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In the spirit of ‘Never Again,’ we must oppose Bannon appointment

The appointment of Steve Bannon as Trump’s chief White House strategist, officed inside the actual White House, should be opposed by every Jew, person of color, and righteous American of any background. His involvement in whatever the “alt-right” actually is disqualifies him for any White House job.

I wrote last month, in the Kansas City Star, of my homage to the Jewish tradition of sitting shiva for the office of the president of the United States, after Trump’s election. This office, I said, is not an entry-level position, and should not be the “first job he ever applied for,” in the words of that old sage, Stephen Colbert. But it’s true. Even though we are raised with the belief that, with a few exceptions, anyone can be elected president, we do hold onto the hope that this truism includes the fact that anyone even slightly interested in the job would have had some background in government.

In the summer of 2014, the exhibit, “State of Deception: The Power of Nazi Propaganda,” was hosted by the Midwest Center for Holocaust Education and National Archives office in Kansas City, Missouri. As a docent, I hosted groups of students and adults, and discovered that most people thought that Adolf Hitler, of the Nazi party, was elected to office in Germany. He was not elected, however. He was appointed by the president, Paul von Hindenburg, because he was so successful at using propaganda that he had propelled himself to the top of the party. He was appointed chancellor, in some attempt to keep him under control, since he had become so rabid in his style.

Since his service in World War I, Hitler had become entranced with, and then perfected the art of propaganda. He wrote extensively in his biography about how its use can persuade large numbers of people to believe lies, even when they know better. His necessity to find a scapegoat, in an environment of poverty and depression, he believed, was mandatory as a medium for the success of the propaganda.

His opinion of the German populace was that they were just educated enough not to listen to the ravings of a madman, but they would believe lies if they were told in just the right way. Instead of blaming Jews as a group randomly, he began repeating that they had not served in the German military in World War I, for instance, even though over 12,000 of them died at the front. By insinuating that they had shirked their duty, he created an interest from the general population to learn what else might be wrong with them.

Hitler’s rallies became his central persuasion vehicle: he became a showman, holding them in small spaces so they appeared to be overflow crowds. He practiced his delivery on film, in order to dramatically encourage repetition of chants and arouse crowds to action.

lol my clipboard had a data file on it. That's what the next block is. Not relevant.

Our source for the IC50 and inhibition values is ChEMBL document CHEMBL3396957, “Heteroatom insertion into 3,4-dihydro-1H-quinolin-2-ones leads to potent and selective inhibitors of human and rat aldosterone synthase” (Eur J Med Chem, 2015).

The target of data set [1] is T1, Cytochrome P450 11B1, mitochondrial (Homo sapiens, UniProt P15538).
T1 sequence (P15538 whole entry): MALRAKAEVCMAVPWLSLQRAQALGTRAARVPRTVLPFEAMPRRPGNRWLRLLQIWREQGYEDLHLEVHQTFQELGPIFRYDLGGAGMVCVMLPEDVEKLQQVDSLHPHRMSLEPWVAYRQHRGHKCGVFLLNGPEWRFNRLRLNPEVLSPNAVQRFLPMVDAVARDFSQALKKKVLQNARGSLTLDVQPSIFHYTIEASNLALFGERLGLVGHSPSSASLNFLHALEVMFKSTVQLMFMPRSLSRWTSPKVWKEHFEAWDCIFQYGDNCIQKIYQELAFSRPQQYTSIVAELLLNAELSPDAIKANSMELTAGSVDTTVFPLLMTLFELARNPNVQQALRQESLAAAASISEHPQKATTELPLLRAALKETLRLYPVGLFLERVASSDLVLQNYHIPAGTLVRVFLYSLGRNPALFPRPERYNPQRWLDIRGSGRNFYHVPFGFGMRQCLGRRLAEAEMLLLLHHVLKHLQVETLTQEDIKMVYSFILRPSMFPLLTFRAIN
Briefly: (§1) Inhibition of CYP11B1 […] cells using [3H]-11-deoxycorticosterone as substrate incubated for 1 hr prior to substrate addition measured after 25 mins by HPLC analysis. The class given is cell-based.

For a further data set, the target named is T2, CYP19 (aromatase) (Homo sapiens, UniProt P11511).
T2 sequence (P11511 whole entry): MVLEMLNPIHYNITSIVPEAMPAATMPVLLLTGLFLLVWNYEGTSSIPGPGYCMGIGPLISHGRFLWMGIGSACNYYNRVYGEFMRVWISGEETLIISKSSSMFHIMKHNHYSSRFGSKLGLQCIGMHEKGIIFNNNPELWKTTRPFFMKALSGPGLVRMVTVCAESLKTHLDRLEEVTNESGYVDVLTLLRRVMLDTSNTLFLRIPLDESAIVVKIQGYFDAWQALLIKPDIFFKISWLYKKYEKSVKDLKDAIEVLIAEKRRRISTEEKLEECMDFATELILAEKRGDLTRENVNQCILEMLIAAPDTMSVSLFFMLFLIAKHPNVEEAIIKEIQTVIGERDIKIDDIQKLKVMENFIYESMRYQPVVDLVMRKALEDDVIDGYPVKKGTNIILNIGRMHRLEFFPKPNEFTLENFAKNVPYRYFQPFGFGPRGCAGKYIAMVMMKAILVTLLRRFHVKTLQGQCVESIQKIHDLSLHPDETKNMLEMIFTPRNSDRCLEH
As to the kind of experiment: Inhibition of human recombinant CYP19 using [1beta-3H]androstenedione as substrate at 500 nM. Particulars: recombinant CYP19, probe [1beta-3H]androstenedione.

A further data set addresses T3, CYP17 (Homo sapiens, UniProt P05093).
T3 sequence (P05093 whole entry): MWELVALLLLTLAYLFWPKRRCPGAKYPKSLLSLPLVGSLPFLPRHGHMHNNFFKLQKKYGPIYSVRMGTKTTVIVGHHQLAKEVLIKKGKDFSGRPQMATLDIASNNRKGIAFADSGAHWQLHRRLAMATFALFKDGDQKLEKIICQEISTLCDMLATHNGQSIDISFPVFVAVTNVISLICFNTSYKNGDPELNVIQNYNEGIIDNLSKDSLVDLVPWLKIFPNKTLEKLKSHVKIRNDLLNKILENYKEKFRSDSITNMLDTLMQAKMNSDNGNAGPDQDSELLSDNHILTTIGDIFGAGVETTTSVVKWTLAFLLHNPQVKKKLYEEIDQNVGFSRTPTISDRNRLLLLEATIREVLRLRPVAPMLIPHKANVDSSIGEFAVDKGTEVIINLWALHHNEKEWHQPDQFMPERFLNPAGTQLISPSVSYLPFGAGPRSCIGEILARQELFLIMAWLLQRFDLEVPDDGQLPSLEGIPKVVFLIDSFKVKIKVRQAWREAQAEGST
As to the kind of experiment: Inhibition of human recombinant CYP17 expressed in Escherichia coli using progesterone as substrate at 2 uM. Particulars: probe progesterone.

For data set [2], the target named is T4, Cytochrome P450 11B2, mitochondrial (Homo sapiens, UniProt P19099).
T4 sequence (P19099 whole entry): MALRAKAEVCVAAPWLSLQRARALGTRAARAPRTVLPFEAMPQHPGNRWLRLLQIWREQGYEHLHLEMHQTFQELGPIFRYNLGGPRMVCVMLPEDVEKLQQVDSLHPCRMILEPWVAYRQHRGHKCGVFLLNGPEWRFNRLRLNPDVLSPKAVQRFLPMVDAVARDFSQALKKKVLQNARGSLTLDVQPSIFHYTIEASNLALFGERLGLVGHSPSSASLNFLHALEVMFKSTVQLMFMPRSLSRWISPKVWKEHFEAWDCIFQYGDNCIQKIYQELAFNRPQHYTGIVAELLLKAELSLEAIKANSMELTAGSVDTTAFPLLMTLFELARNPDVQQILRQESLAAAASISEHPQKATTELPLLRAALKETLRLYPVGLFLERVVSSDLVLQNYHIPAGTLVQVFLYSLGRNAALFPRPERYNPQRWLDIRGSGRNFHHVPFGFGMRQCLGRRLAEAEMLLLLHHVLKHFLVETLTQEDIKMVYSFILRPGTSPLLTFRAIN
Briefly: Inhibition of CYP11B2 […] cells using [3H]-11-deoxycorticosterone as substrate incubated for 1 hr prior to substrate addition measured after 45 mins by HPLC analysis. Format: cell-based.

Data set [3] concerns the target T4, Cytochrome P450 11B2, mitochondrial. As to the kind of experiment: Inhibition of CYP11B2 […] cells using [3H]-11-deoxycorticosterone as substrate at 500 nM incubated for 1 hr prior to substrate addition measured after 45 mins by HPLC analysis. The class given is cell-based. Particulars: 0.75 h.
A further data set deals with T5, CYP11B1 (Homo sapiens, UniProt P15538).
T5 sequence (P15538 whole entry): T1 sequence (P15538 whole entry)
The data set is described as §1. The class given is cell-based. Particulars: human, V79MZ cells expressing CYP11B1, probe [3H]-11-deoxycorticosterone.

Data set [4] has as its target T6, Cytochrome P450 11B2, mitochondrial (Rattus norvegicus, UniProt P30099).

He believed that how he said it was more important that what he said.

Even though members numbered in the thousands, the Nazi party was never able to win a majority of votes in any national election. According to author Karl Dietrich Erdmann, in the Reichstag elections of 1932, the Nazi party won 2 million fewer votes than in 1930.

Hitler’s propaganda was not enough to get him elected, but it got him appointed. His strategy overtook the party and began enforcing the new normal.

The majority of Germans were not in favor of blaming, deporting and ultimately killing millions of people, including 6 million Jews. There was a long period of a populace being lied to, then being persuaded and frightened by the lies, then ignoring the lies, which led to the passing of laws, then imprisonment, then death.

All of this was promoted by an appointee of the president who was unable to garner support otherwise, because his views as a nationalist, white supremacist and isolationist were offensive to the majority of the country. Once he was given power of the office of advisor, however, he started firing opposition figures, passing laws, and then ordering the military to carry out actions.

After the war, a global, humanitarian and Jewish promise arose from the ashes.

“Never Again,” said the world, after seeing how “normal” people reacted to stylized propaganda applied to a vulnerable population “looking for change.” Because of the similarities between the propaganda used by candidate Trump (and strategist Bannon), and the miserable strivings of an actually disenfranchised, left-behind hatemonger from the 1920s and ‘30s, we need to rise up and address the Bannon appointment as inappropriate and dangerous. Never Again must mean Never.

Ellen Murphy is a freelance writer. Her husband’s mother, Eva Unterman, is a Jewish Holocaust (child) survivor, whose parents also survived. Murphy and her family have been members of the New Reform Temple for over 26 years.